As with, in every market across the US, corned beef is on sale and I am sure, in a cabinet, right at the entrance of the store.
What is it about sales that make cooks buy things they really don't need?
And yet, there I was, flipping packages of hermetically sealed, pink hued chunks of meat.
Even worse, I managed to flip one into my cart.
The Nudge had a good time with this, when I had just told him I was not buying corned beef.
I know he laughed all the way upstairs. Well, I would show him.
I am still not making a corned beef. What I am making, is the best mustard braised brisket for Reuben's that he ever tasted, so there!
After I made the glaze and poured it over the meat, I wrapped it tightly with foil in a pan the same size as the meat and placed it in a 170° oven to braise 10 hours.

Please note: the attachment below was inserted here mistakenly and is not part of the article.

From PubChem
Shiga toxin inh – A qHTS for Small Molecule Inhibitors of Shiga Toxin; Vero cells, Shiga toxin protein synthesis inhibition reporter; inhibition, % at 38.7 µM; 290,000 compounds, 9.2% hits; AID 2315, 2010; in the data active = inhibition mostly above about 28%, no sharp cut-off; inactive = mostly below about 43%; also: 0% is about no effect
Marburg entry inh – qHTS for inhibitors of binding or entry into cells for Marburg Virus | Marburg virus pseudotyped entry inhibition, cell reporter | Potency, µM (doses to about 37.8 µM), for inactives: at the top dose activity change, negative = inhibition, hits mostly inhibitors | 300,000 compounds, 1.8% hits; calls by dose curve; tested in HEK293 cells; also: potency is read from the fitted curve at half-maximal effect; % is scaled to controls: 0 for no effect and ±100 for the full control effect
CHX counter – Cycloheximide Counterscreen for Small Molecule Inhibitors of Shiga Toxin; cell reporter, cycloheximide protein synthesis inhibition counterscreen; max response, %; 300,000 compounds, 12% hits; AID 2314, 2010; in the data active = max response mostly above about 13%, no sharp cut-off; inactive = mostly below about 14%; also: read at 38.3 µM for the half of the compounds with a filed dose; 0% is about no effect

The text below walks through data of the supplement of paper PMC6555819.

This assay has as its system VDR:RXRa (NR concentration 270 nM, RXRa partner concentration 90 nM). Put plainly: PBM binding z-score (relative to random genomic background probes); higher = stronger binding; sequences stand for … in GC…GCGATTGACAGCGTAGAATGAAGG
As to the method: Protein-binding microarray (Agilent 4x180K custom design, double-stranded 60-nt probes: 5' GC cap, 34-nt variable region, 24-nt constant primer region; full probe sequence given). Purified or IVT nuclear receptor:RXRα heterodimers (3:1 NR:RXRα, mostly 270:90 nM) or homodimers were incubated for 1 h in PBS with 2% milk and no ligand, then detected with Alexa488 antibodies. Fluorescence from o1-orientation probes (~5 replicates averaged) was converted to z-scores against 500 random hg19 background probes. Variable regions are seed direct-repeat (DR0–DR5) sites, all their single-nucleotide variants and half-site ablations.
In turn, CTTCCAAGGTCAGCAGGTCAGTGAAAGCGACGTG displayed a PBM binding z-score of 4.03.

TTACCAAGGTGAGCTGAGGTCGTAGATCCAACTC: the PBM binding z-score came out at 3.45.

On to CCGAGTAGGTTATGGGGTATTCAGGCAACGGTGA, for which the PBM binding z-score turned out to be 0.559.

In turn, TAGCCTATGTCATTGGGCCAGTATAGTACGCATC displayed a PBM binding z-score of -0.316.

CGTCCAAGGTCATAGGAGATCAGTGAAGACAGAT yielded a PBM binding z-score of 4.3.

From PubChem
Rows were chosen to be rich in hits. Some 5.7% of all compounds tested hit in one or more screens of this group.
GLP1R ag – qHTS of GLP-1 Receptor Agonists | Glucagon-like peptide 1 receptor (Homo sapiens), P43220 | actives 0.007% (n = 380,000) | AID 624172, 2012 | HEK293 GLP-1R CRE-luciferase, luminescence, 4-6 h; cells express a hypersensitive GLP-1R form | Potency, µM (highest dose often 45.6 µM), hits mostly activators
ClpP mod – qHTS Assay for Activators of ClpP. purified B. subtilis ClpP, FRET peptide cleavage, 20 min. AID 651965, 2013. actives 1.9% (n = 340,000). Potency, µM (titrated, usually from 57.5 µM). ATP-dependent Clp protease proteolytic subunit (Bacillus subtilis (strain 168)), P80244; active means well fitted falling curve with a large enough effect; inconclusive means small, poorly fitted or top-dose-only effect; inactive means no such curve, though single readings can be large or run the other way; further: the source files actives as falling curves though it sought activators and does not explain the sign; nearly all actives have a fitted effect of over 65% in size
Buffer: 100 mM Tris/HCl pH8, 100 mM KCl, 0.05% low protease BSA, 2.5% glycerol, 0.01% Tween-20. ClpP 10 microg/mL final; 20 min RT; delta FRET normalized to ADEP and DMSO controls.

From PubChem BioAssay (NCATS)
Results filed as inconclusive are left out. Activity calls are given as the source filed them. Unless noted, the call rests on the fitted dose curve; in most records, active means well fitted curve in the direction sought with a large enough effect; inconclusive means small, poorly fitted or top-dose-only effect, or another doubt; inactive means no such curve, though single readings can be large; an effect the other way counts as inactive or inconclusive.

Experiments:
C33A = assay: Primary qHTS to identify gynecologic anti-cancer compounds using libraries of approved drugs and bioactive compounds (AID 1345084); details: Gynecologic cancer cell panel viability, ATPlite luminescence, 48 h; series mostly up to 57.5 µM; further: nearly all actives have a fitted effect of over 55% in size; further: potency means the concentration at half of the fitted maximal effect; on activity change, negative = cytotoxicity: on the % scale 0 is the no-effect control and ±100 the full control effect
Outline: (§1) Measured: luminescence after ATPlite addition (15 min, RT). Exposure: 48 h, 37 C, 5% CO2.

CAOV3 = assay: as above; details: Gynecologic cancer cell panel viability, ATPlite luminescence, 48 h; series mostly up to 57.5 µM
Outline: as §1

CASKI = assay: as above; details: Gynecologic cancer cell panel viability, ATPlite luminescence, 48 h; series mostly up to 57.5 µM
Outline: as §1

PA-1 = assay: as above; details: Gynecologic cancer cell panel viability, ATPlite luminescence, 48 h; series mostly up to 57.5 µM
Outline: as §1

When The Nudge got up for work, he shut off the oven and when I woke up it was perfectly cooled for me to handle.
I boiled the sauce down to the thickness of an olive oil, sliced the brisket and in a Rubbermaid container it went. The key to any brisket is to slice and store in it's juice overnight so the moisture goes back into the meat and makes it sublimely out of this world.
While I was sneaking the end piece, I was thinking that "this is the best damned corned beef I ever had. I might just have to make this more often."
When The Nudge tells me that he wants this once a month, I will bow my head and tell him "Well, if you insist. For you, my dear, anything!"
Then get up from the table and laugh all the way upstairs.
Mustard Honey Braised Corned Beef
makes enough for a 3 pound brisket
* 1/2 cup country-style Dijon mustard
* 1/2 cup honey
* 2 tablespoons dark brown sugar
Mix and spread over fat side of brisket. Wrap tightly in a baking pan with minimum 1" allowable space around the edges.
Bake for 10-12 hours at 175°. Remove and cool to touch.
Slice into 1/4" slices and place in a container.
Boil braising liquid to the thickness of olive oil and pour over sliced brisket.
Store in container at least 1 week to 10 days.